Frontiers

Frontiers - Nature

  • September 2012

    Good Chemistry

    Doctoral candidate Gretchen Stanton improves efficiency in reactions.

    Chemistry is all about the details. While lab work might revolve around scientific discovery, practicalities like time and money are inevitable byproducts.

  • August 2012

    A Dis-CERNing Discovery

    Penn physics students share their stories of being on-hand for the discovery of the Higgs boson.

    The summer of 2012 saw a monumental discovery in science: the mysterious Higgs boson particle was finally revealed.

  • August 2012

    The World Under Light

    Assistant Professor of Chemistry examines what happens when light strikes objects.

    What makes light? Where does it come from? These are among the first questions most children ask about the world around them, and countless scientists have dedicated their careers to finding the answers.

  • July 2012

    Discovering Medicine

    Recent College graduate Avanthi Raghavan investigates the gene that may play a role in cardiovascular disease.

    Even as a high school student, Avanthi Raghavan, C’12, G’12, knew her way around a laboratory.

  • May 2012

    BLAST Blasts Off Again

    Graduate student Brad Dober works to map out the night sky.

    It’s a safe bet that most scientists don’t believe in reincarnation. But they’ll have to make an exception for the BLAST balloon-borne telescope.

  • May 2012

    How Birds Sing

    Graduating senior Arielle Spellun sheds light on some of nature’s most accomplished artists.

    Humans do it, whales do it, but it’s the beautiful creatures we call songbirds who are perhaps the true masters of the art of singing. The complex neurological functions that allow birds to create their lovely songs gave Arielle Spellun, freshly minted graduate of Penn’s Biological Basis of Behavior program, her senior honors thesis.

  • April 2012

    Frozen in Time

    Jane Willenbring measures the rapid rate at which ice sheets are receding.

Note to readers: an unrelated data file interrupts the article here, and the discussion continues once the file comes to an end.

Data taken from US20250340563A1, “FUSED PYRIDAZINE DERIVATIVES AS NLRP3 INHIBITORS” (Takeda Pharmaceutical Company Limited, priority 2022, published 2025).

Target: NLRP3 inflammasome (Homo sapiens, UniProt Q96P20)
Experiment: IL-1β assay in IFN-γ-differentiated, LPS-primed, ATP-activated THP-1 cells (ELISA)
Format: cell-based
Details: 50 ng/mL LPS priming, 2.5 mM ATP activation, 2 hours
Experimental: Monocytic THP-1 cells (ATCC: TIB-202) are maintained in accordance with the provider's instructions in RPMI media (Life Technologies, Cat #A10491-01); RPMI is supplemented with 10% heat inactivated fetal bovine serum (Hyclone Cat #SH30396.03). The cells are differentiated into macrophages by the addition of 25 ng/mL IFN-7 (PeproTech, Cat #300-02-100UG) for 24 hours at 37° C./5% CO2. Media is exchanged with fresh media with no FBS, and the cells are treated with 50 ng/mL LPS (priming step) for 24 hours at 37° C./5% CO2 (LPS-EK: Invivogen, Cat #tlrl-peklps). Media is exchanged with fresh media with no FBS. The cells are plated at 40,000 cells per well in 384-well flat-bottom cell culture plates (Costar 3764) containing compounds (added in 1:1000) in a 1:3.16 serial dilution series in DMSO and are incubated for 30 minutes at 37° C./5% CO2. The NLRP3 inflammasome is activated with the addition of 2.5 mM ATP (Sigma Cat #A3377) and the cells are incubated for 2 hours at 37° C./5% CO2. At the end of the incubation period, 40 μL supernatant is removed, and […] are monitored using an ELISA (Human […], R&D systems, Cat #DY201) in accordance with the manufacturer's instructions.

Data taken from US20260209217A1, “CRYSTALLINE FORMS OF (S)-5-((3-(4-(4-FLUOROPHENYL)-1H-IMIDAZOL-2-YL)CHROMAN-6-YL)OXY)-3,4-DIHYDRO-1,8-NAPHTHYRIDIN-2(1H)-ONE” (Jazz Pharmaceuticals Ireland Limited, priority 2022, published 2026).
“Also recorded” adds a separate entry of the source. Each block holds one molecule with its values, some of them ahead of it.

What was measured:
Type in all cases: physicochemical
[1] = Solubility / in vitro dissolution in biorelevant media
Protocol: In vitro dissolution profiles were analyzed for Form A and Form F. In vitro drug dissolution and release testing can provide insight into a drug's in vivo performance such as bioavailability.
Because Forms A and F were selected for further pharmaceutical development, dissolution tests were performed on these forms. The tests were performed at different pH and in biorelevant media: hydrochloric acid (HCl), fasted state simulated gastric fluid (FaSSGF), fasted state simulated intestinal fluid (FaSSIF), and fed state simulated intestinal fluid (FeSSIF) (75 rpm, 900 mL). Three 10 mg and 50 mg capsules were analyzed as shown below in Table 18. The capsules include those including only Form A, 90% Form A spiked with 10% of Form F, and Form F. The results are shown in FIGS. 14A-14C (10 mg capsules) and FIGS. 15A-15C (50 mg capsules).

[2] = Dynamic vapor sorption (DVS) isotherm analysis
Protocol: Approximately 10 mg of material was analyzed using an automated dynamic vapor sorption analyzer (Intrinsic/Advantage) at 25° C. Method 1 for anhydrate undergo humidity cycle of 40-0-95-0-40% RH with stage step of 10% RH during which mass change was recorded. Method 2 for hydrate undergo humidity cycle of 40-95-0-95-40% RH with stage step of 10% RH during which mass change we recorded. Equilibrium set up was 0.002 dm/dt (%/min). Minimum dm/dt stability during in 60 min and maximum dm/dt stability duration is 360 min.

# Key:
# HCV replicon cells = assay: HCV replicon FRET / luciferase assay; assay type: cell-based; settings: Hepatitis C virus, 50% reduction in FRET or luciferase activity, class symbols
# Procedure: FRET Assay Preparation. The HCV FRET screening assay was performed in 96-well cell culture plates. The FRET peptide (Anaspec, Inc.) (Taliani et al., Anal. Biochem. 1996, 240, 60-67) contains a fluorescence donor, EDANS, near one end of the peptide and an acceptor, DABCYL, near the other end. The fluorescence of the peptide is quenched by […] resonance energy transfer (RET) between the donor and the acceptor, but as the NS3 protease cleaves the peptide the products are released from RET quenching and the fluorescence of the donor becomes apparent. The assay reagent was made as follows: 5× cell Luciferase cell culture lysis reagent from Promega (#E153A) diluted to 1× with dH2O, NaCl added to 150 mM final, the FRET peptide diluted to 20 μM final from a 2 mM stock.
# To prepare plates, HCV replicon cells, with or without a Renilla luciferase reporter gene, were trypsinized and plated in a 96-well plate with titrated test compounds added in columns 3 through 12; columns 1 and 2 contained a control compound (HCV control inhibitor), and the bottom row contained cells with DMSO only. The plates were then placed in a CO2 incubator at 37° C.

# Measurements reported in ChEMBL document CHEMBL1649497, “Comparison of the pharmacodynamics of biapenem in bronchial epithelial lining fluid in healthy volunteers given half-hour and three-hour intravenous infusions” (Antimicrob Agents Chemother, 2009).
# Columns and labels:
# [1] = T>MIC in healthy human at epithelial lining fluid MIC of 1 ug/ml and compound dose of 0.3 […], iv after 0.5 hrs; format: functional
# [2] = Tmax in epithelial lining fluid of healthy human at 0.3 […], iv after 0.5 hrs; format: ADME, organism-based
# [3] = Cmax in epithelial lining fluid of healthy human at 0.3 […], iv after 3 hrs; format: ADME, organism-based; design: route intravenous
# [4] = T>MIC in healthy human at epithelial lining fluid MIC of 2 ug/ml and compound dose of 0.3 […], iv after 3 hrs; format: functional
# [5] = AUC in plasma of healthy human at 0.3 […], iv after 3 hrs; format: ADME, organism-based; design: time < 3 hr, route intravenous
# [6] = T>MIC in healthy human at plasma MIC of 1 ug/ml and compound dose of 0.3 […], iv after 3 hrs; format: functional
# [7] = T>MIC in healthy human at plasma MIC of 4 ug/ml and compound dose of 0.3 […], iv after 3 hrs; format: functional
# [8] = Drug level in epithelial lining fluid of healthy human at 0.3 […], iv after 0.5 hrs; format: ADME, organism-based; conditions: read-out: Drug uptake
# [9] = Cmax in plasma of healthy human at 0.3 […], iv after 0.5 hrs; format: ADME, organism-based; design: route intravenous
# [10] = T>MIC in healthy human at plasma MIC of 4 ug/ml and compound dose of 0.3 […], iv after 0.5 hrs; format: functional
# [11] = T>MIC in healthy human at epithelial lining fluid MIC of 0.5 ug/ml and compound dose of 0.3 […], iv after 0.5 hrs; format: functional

Frigid temperatures, constant daylight and complete isolation from civilization—it doesn’t sound like a model camping trip.

  • April 2012

    Recycling Water - And Attitudes

    Paul Rozin identifies a major roadblock to exploring new methods of attaining drinkable water.

    As Earth’s population continues to grow and its climate steadily changes, making sure that people have fresh, drinkable water is becoming a major concern. Many parts of the world already face life-threatening water shortages, which threaten to spread to even the most developed nations as the 21st century progresses.

  • March 2012

    Bed Bugs

    Samy Belfer uses worms to help understand gender-specific sleep tendencies.

    If androids dream of electronic sheep, then what do microscopic worms dream of? This question might never be answered, but Samy Belfer, a senior in the Biological Basis of Behavior major, says they are capable of explaining more than we might think about sleep.

  • February 2012

    Bonding Time

    Sarah Trice and Gary Molander alter the landscape of pharmaceutical synthesis.

    In the grand scheme of things, a tiny molecule can mean a lot—especially in Penn Chemistry’s High Throughput Experimentation Laboratory. The state-of-the-art laboratory is capable of testing hundreds of reactions a day, as opposed to only a handful previously.